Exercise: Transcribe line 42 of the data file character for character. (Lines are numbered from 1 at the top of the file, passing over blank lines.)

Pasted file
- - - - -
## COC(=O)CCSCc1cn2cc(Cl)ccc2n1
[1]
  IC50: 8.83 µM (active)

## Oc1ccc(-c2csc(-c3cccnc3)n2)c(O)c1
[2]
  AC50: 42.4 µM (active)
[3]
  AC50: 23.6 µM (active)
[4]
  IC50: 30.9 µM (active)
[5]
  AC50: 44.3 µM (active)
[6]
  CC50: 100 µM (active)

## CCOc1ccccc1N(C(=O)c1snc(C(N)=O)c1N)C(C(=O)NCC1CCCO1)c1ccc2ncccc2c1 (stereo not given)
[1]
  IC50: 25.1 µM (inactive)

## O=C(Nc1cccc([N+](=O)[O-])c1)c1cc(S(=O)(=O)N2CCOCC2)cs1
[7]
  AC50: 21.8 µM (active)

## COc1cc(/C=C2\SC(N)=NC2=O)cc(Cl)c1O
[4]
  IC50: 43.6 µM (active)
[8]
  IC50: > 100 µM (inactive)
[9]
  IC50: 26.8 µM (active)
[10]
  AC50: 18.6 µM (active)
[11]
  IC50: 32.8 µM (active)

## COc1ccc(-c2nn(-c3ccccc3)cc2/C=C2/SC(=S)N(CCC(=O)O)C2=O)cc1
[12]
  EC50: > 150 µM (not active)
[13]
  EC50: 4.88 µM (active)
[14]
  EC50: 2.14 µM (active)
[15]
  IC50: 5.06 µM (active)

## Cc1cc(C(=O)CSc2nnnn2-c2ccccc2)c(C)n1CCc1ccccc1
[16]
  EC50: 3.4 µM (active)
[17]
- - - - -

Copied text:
[16]